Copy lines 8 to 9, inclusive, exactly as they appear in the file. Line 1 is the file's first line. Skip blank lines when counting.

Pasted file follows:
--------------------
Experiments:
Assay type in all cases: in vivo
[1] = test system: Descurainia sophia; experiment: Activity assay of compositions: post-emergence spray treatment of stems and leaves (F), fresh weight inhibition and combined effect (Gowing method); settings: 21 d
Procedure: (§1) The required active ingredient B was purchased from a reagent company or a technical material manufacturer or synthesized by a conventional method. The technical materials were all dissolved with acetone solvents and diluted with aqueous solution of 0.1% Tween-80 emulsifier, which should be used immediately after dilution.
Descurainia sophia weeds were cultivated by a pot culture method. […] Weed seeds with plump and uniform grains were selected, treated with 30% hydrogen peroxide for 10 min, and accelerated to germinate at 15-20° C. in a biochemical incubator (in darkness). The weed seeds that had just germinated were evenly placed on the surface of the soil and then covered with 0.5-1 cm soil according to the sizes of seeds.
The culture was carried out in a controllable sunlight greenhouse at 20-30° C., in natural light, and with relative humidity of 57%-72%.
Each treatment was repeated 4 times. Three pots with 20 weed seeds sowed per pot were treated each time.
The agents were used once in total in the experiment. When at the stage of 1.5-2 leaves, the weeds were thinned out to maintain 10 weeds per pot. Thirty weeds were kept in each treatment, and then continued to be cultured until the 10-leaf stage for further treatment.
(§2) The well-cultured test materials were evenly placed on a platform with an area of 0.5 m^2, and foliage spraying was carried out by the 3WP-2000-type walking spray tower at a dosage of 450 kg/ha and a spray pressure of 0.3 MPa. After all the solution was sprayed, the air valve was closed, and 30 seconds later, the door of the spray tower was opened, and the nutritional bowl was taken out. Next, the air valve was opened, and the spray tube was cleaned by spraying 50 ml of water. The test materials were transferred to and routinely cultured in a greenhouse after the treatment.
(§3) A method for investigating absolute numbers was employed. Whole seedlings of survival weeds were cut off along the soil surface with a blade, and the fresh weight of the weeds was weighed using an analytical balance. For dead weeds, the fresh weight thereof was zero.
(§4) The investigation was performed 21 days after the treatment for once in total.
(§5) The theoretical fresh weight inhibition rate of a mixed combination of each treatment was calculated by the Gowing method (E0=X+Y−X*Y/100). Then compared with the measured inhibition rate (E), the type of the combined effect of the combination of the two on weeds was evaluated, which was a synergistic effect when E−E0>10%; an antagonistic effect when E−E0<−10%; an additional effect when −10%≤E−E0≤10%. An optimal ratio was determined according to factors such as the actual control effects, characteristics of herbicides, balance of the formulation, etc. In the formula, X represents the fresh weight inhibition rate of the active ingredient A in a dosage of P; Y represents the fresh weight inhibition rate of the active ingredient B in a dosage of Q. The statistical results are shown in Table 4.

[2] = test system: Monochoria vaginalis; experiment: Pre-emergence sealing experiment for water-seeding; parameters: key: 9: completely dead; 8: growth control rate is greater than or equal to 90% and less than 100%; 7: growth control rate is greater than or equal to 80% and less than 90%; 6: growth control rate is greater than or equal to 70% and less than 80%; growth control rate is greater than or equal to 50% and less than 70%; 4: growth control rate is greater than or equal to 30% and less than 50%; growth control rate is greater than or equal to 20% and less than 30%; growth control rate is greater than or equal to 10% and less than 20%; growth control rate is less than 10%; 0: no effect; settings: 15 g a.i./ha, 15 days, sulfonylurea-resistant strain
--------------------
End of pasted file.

The agents were used once in total in the experiment. When at the stage of 1.5-2 leaves, the weeds were thinned out to maintain 10 weeds per pot. Thirty weeds were kept in each treatment, and then continued to be cultured until the 10-leaf stage for further treatment.
(§2) The well-cultured test materials were evenly placed on a platform with an area of 0.5 m^2, and foliage spraying was carried out by the 3WP-2000-type walking spray tower at a dosage of 450 kg/ha and a spray pressure of 0.3 MPa. After all the solution was sprayed, the air valve was closed, and 30 seconds later, the door of the spray tower was opened, and the nutritional bowl was taken out. Next, the air valve was opened, and the spray tube was cleaned by spraying 50 ml of water. The test materials were transferred to and routinely cultured in a greenhouse after the treatment.